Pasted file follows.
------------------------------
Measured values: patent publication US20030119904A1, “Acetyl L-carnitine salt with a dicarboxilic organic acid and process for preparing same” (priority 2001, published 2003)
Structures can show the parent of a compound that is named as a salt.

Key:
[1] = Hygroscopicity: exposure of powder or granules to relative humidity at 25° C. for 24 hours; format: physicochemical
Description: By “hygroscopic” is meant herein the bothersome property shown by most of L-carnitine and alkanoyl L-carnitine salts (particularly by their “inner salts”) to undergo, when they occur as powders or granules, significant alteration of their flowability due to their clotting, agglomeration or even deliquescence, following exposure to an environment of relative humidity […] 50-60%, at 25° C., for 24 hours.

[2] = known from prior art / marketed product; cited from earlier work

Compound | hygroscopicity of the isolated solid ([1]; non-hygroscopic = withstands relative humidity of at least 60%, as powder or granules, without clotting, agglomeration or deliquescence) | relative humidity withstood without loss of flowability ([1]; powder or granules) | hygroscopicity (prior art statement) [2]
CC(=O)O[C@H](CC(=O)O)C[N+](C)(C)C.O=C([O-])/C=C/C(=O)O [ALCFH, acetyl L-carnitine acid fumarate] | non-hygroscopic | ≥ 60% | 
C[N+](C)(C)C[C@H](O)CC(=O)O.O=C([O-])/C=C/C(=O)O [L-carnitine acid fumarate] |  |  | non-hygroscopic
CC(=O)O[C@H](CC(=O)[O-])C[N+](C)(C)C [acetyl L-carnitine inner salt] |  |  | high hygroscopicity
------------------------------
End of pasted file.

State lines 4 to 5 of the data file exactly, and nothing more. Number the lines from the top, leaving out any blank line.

[1] = Hygroscopicity: exposure of powder or granules to relative humidity at 25° C. for 24 hours; format: physicochemical
Description: By “hygroscopic” is meant herein the bothersome property shown by most of L-carnitine and alkanoyl L-carnitine salts (particularly by their “inner salts”) to undergo, when they occur as powders or granules, significant alteration of their flowability due to their clotting, agglomeration or even deliquescence, following exposure to an environment of relative humidity […] 50-60%, at 25° C., for 24 hours.